创作:尹小甜 审核:Epi汪 2021年11月12日
  • 纳入英国国家数据库中115万余名孕产妇数据,根据孕妇社会经济地位和种族情况进行人群划分;
  • 社会经济地位最高的人群和最低的人群进行比较,死胎(0.3% vs 0.5%)、早产(4.9% vs 7.2%)、胎儿生长受限(1.2% vs 2.25%)的发生率增高;
  • 分别有23.6%、18.5%、31.1%的死胎、早产和胎儿生长受限的发生可归因为社会经济不平等;
  • 分别有11.7%、1.2%、16.9%的死胎、早产和胎儿生长受限的发生可归因为种族不平等。
Lancet [IF:202.731]

Adverse pregnancy outcomes attributable to socioeconomic and ethnic inequalities in England: a national cohort study



2021-11-01, Article

Abstract & Authors:展开

Background: Socioeconomic deprivation and minority ethnic background are risk factors for adverse pregnancy outcomes. We aimed to quantify the magnitude of these socioeconomic and ethnic inequalities at the population level in England.
Methods: In this cohort study, we used data compiled by the National Maternity and Perinatal Audit, based on birth records from maternity information systems used by 132 National Health Service hospitals in England, linked to administrative hospital data. We included women who gave birth to a singleton baby with a recorded gestation between 24 and 42 completed weeks. Terminations of pregnancy were excluded. We analysed data on stillbirth, preterm birth (<37 weeks of gestation), and fetal growth restriction (FGR; liveborn with birthweight <3rd centile by the UK definition) in England, and compared these outcomes by socioeconomic deprivation quintile and ethnic group. We calculated attributable fractions for the entire population and specific groups compared with least deprived groups or White women, both unadjusted and with adjustment for smoking, body-mass index (BMI), and other maternal risk factors.
Findings: We identified 1233184 women with a singleton birth between April 1, 2015, and March 31, 2017, of whom 1 155 981 women were eligible and included in the analysis. 4505 (0·4%) of 1 155 981 births were stillbirths. Of 1 151 476 livebirths, 69 175 (6·0%) were preterm births and 22 679 (2·0%) were births with FGR. Risk of stillbirth was 0·3% in the least socioeconomically deprived group and 0·5% in the most deprived group (p<0·0001), risk of a preterm birth was 4·9% in the least deprived group and 7·2% in the most deprived group (p<0·0001), and risk of FGR was 1·2% in the least deprived group and 2·2% in the most deprived group (p<0·0001). Population attributable fractions indicated that 23·6% (95% CI 16·7–29·8) of stillbirths, 18·5% (16·9–20·2) of preterm births, and 31·1% (28·3–33·8) of births with FGR could be attributed to socioeconomic inequality, and these fractions were substantially reduced when adjusted for ethnic group, smoking, and BMI (11·6% for stillbirths, 11·9% for preterm births, and 16·4% for births with FGR). Risk of stillbirth ranged from 0·3% in White women to 0·7% in Black women (p<0·0001); risk of preterm birth was 6·0% in White women, 6·5% in South Asian women, and 6·6% in Black women (p<0·0001); and risk of FGR ranged from 1·4% in White women to 3·5% in South Asian women (p<0·0001). 11·7% of stillbirths (95% CI 9·8–13·5), 1·2% of preterm births (0·8–1·6), and 16·9% of FGR (16·1–17·8) could be attributed to ethnic inequality. Adjustment for socioeconomic deprivation, smoking, and BMI only had a small effect on these ethnic group attributable fractions (13·0% for stillbirths, 2·6% for preterm births, and 19·2% for births with FGR). Group-specific attributable fractions were especially high in the most socioeconomically deprived South Asian women and Black women for stillbirth (53·5% in South Asian women and 63·7% in Black women) and FGR (71·7% in South Asian women and 55·0% in Black women).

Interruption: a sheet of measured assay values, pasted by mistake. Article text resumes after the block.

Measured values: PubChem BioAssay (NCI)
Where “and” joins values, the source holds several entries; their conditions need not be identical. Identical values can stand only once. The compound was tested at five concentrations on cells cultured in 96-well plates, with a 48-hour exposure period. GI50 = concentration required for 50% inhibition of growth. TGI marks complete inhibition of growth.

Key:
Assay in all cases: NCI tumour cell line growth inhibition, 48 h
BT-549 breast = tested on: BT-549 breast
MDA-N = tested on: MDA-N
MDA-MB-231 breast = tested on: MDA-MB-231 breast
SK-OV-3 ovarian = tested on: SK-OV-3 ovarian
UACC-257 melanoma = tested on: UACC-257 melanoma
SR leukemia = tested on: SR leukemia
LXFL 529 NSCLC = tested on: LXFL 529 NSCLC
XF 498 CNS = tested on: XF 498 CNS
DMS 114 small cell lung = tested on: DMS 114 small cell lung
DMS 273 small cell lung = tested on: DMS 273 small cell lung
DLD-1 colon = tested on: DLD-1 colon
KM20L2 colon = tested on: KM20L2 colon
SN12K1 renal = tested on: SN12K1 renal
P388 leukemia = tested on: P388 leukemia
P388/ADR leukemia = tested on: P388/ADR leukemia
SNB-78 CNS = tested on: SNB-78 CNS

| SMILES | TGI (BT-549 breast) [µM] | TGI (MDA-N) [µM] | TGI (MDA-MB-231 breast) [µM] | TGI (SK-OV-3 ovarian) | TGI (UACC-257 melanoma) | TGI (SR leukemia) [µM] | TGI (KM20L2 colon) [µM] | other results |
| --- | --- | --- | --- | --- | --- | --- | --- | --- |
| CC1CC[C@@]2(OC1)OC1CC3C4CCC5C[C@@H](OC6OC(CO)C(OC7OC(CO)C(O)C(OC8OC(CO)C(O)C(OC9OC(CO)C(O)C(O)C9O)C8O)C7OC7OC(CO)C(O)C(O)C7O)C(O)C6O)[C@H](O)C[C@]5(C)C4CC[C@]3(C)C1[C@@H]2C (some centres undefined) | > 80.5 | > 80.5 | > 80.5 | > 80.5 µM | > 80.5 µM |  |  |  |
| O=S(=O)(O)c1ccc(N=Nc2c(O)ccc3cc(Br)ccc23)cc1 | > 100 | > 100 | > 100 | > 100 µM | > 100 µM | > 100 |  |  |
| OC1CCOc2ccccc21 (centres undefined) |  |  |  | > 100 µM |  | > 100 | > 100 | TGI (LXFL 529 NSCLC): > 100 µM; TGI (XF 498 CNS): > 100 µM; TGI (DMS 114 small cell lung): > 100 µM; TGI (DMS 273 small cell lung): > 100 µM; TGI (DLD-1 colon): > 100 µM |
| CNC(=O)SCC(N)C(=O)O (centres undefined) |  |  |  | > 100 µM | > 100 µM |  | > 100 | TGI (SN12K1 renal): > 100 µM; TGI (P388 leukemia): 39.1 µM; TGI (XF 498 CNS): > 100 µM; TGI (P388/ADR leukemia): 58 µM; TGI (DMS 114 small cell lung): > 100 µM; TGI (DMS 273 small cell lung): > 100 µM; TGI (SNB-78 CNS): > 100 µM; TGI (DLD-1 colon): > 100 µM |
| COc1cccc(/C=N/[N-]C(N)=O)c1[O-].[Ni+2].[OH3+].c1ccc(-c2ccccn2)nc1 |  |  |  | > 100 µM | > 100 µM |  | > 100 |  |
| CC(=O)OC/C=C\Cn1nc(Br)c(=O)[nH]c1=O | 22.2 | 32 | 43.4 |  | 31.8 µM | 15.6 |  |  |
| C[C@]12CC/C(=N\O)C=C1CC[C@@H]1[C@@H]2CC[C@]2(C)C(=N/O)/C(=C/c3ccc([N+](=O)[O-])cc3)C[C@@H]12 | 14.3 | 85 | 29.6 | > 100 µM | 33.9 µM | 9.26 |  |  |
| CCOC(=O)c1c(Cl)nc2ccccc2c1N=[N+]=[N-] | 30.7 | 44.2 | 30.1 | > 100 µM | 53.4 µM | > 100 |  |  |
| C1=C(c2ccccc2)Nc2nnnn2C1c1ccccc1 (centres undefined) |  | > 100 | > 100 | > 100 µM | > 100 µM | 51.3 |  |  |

Interpretation: Our results indicate that socioeconomic and ethnic inequalities were responsible for a substantial proportion of stillbirths, preterm births, and births with FGR in England. The largest inequalities were seen in Black and South Asian women in the most socioeconomically deprived quintile. Prevention should target the entire population as well as specific minority ethnic groups at high risk of adverse pregnancy outcomes, to address risk factors and wider determinants of health.

First Authors:
Jennifer Jardine

Correspondence Authors:
Jennifer Jardine

All Authors:
Jennifer Jardine,Kate Walker,Ipek Gurol-Urganci,Kirstin Webster,Patrick Muller,Jane Hawdon,Asma Khalil,Tina Harris,Jan van der Meulen,National Maternity and Perinatal Audit Project Team